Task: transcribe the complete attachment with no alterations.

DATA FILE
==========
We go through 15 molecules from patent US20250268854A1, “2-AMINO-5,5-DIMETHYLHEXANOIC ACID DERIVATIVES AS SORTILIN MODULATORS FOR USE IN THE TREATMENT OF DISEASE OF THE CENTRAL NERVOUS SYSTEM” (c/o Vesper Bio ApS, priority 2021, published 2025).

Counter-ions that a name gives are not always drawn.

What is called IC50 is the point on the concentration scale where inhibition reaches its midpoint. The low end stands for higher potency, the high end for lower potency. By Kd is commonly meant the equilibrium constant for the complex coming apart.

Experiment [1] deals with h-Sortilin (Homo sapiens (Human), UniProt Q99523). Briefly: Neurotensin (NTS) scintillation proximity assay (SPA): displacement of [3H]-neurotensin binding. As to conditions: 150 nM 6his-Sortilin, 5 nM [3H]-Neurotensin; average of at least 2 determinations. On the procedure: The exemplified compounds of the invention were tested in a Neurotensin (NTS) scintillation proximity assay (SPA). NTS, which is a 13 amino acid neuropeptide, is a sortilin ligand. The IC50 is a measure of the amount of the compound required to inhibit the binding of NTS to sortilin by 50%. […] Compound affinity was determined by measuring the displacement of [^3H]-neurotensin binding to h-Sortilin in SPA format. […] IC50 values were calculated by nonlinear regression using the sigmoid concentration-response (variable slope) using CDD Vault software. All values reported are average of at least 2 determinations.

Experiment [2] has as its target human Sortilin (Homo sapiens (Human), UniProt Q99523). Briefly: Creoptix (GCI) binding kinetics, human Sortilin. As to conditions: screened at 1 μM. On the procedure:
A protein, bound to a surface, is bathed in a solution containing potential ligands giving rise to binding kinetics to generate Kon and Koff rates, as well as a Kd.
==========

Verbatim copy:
We go through 15 molecules from patent US20250268854A1, “2-AMINO-5,5-DIMETHYLHEXANOIC ACID DERIVATIVES AS SORTILIN MODULATORS FOR USE IN THE TREATMENT OF DISEASE OF THE CENTRAL NERVOUS SYSTEM” (c/o Vesper Bio ApS, priority 2021, published 2025).

Counter-ions that a name gives are not always drawn.

What is called IC50 is the point on the concentration scale where inhibition reaches its midpoint. The low end stands for higher potency, the high end for lower potency. By Kd is commonly meant the equilibrium constant for the complex coming apart.

Experiment [1] deals with h-Sortilin (Homo sapiens (Human), UniProt Q99523). Briefly: Neurotensin (NTS) scintillation proximity assay (SPA): displacement of [3H]-neurotensin binding. As to conditions: 150 nM 6his-Sortilin, 5 nM [3H]-Neurotensin; average of at least 2 determinations. On the procedure: The exemplified compounds of the invention were tested in a Neurotensin (NTS) scintillation proximity assay (SPA). NTS, which is a 13 amino acid neuropeptide, is a sortilin ligand. The IC50 is a measure of the amount of the compound required to inhibit the binding of NTS to sortilin by 50%. […] Compound affinity was determined by measuring the displacement of [^3H]-neurotensin binding to h-Sortilin in SPA format. […] IC50 values were calculated by nonlinear regression using the sigmoid concentration-response (variable slope) using CDD Vault software. All values reported are average of at least 2 determinations.

Experiment [2] has as its target human Sortilin (Homo sapiens (Human), UniProt Q99523). Briefly: Creoptix (GCI) binding kinetics, human Sortilin. As to conditions: screened at 1 μM. On the procedure:
A protein, bound to a surface, is bathed in a solution containing potential ligands giving rise to binding kinetics to generate Kon and Koff rates, as well as a Kd.